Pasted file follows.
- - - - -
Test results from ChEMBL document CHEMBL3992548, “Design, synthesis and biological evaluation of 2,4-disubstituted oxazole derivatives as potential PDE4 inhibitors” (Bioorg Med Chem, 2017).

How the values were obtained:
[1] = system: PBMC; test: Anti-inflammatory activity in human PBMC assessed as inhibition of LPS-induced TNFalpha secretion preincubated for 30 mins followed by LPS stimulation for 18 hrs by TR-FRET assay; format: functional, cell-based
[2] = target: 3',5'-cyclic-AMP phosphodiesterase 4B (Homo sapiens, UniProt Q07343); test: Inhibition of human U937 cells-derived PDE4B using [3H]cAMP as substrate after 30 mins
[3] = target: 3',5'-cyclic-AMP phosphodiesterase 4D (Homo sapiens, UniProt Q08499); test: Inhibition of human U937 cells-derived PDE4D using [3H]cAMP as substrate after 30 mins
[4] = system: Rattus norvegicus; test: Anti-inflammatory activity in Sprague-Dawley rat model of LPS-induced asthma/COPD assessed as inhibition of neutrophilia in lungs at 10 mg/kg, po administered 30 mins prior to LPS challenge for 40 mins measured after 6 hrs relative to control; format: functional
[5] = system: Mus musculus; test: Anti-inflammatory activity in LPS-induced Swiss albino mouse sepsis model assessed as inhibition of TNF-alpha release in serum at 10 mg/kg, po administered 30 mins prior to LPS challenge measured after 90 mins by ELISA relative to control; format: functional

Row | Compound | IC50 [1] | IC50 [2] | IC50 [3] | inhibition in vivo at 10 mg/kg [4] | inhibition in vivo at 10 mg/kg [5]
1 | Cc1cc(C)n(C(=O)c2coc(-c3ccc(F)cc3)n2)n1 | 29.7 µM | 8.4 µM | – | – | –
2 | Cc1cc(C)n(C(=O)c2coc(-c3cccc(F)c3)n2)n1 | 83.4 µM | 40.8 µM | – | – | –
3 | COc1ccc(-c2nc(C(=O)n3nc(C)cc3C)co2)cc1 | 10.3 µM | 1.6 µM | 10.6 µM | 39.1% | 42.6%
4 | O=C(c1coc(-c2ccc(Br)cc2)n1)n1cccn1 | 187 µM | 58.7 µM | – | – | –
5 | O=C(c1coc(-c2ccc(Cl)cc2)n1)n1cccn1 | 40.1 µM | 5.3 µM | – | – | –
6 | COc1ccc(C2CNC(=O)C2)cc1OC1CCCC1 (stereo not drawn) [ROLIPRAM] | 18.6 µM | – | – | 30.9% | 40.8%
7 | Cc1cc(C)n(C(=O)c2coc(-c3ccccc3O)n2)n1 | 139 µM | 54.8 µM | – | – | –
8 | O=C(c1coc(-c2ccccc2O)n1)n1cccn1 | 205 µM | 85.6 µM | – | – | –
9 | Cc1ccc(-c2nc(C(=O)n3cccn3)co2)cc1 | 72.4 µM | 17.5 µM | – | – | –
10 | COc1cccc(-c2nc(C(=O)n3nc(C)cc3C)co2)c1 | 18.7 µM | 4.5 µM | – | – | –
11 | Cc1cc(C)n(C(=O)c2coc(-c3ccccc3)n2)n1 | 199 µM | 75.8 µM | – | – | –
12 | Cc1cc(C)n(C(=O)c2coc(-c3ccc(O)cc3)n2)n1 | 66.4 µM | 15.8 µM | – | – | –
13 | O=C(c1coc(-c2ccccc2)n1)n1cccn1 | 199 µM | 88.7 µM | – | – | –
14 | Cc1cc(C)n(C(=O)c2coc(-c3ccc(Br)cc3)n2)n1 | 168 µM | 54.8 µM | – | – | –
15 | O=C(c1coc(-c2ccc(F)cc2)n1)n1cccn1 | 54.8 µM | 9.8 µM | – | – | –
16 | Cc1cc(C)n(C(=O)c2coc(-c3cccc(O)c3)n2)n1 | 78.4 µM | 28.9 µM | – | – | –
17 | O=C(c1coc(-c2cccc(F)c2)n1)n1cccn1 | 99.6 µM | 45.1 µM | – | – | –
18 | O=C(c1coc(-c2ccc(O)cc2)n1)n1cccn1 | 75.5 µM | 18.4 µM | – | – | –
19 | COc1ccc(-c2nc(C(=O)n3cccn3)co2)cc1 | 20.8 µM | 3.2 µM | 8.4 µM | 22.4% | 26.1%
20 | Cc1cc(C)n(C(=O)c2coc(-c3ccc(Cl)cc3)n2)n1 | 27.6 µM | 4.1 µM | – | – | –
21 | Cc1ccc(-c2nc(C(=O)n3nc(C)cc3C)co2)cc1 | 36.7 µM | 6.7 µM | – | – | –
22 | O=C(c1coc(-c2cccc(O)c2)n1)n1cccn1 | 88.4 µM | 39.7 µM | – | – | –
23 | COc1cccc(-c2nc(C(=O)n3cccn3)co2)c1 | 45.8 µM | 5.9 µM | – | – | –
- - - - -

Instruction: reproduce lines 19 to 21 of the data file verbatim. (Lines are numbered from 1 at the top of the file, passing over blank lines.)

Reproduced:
11 | Cc1cc(C)n(C(=O)c2coc(-c3ccccc3)n2)n1 | 199 µM | 75.8 µM | – | – | –
12 | Cc1cc(C)n(C(=O)c2coc(-c3ccc(O)cc3)n2)n1 | 66.4 µM | 15.8 µM | – | – | –
13 | O=C(c1coc(-c2ccccc2)n1)n1cccn1 | 199 µM | 88.7 µM | – | – | –